Bluette Matthey's Blog

September 25, 2017

Visiting Les Moulins Souterrains in Le Locle, Switzerland, is a bit like a trip into a Tolkien dwarf cave. At a constant temperature of 44.6 degrees, the subterranean caves, unique in Europe, offered a work environment more amenable than the typical Swiss climate, so in 1652 three millers set up a system of water chutes using the below-ground streams for the purpose of powering water mills located in the underground caves.

Wheat was brought to the caves for grinding into flour, which was used to make bread, a mainstay of the local diet. The leftover stale bread then became the basis for fondue, a popular national dish. The subterranean area also became a sort of factory where clothes and rope were made from flax grown locally. Hemp was also used for making rope, and its cousin, cannabis, was smoked by the workers to help pass the tedium of working underground.

In 1898 the caves became an abbatoir, or slaughterhouse. Livestock brought in from France (Les Moulins Souterrains was almost on the Franco-Swiss border) was inspected for quality, and all diseased or poor-quality animals were killed and dumped in the caves, along with parts of the animals that could not be used commercially. This went on for almost seventy years, filling up the caves, creating a major site of pollution.

Reclamation of the caves began in 1973 and continued for fifteen years. Today, Les Moulins Souterrains has become a museum, recounting a major facet of the lives of residents of the small Swiss town of Le Locle in canton Neuchatel.
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Published on September 25, 2017 23:35 • 8 views

May 21, 2017

The Languedoc region of southern France has a bit of a problem with dog waste. Some towns and cities are worse than others. Dog owners simply don’t feel the need or responsibility to clean up after their pets. Last fall, when staying in Ceret down near the border with Spain, it was a daily challenge to watch where you put your feet. I felt like the little boy who never looked up! Street cleaners would be on the streets every day blowing and sweeping up fallen leaves, but the dog poo would stay put.

Recently, I spotted this sign outside a park in Pezenas, France. About twenty minutes from the Mediterranean, Pezenas is an intriguing, historic town full of character and culture, especially in the old village at its center. The narrow, winding streets give on to interesting façades, stone archways, and small, hidden plazas with café’s and shops snugged everywhere. A large, lively street market takes center stage each Saturday.

Artisans abound in Pezanas, and it is famous for antiques, with two major antique fairs each year. The town also lauds Molière, who lived in Pezanas for a time, and hosts an annual Molière Festival. A small mince pie, shaped like a large spool of thread called a petit pâté, is a staple in town. The pie was introduced when Lord Clive visited from India with his cooks in 1768. The Mince Pie Brotherhood meets annually to promote its namesake and keep it flourishing. Any excuse for a party!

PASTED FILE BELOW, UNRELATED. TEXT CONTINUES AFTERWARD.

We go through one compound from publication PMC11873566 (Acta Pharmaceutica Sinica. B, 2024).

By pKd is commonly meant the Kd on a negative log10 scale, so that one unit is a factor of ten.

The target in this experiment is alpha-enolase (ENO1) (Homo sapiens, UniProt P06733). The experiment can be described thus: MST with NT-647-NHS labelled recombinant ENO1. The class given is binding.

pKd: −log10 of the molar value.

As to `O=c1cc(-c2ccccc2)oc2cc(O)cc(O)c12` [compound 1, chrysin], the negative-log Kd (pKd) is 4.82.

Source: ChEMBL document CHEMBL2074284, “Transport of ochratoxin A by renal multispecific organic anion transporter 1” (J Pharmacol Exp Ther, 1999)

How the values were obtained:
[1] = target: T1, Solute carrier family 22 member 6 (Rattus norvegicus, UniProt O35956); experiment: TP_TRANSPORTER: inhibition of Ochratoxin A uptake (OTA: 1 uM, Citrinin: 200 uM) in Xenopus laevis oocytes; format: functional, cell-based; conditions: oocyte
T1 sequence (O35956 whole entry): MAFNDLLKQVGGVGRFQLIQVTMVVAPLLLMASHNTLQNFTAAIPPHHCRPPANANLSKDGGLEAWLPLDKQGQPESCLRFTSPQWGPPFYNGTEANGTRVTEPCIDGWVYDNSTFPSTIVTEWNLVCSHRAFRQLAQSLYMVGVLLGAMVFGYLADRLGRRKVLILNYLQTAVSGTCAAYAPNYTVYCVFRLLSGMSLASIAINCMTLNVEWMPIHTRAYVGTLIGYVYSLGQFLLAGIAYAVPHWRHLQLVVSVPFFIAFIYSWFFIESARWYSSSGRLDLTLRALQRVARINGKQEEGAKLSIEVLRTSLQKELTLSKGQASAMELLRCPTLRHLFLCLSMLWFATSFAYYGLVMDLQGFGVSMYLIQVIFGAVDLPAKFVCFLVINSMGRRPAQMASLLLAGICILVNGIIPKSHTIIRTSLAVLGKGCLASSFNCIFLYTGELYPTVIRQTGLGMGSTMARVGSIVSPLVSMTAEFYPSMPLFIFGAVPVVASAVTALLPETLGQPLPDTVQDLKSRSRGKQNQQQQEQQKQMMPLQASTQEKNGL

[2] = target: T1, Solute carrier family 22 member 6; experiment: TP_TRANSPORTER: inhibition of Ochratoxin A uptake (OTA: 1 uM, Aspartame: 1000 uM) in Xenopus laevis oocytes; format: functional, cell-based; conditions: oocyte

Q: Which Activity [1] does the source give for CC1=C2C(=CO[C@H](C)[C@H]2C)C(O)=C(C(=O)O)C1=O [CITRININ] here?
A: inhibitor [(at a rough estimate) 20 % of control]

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Published on May 21, 2017 11:34 • 30 views • Tags: france-south-of-france-languedoc, pezanas

April 9, 2017

Why is Swiss cheese so excellent? Because it comes from really contented cows!

I live in Le Locle, Switzerland, surrounded by pastures on rolling green hills in the Jura Mountains. This time of year the hills are darkened with cow manure that accumulated as the cows were shut up for the winter in barns while mountains of manure piled up outside. With the advent of spring, the farmers are busy spreading the natural fertilizer over the pastures, which will result in the greenest, healthiest grass you can find. The air is ‘perfumed’ with what I call ‘Eau du Locle’. The Swiss farmers excel at sustainable agriculture.

I’ve also noticed that farmers hang large brush contraptions outside the barns. The brushes are activated when the cows stand up against them and, as they rotate, the cows get a stiff brush massage. I’ve actually seen cows standing in line, waiting their turn at the spinning brush.

And then there are the bells the cows wear around their necks, tinkling and jangling as they meander the Swiss hillsides, creating their own symphony of sound. Some farmers have switched the bells out for a GPS tracking device attached to the cows’ necks with a collar … not nearly as poetic.
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Published on April 09, 2017 04:49 • 70 views • Tags: swiss-cows-switzerland

March 5, 2017

The Engadine Skimarathon is a cross-country race held annually in the pristine Engadine Valley in eastern Switzerland. The second Sunday of March sees anywhere from eleven to thirteen thousand skiers in a race on trails that cross the valley’s frozen lakes and zig-zag through a handful of villages for a total of forty-two kilometers. The population of the Engadine Valley swells, and the buoyant attitude of the guests and their hosts gives the valley a festive air.

Starting at the famed Maloja Palace Hotel, the race participants glide across Lakes Sils and Silvaplana, and then through the resort town of St. Moritz. After climbing into the Staz Forest, the trail descends to the village of Pontresina. Many of the trees in this descent are wrapped in bright, orange mattresses to protect out-of-control skiers as they careen down the long glide, avoiding trees and fallen comrades. Hence, the nickname, ‘mattress alley.’ This section of the race is the most entertaining, as race observers watch flailing bodies pile up before them.

The race finishes in the small village of S-chanf, where the Upper Engadine Valley ends, amid cow bells clanging andh cheers from an appreciative, enthusiastic crowd. Some of the racers glide across the finish line, upright, while others collapse in the snow, gasping for breath.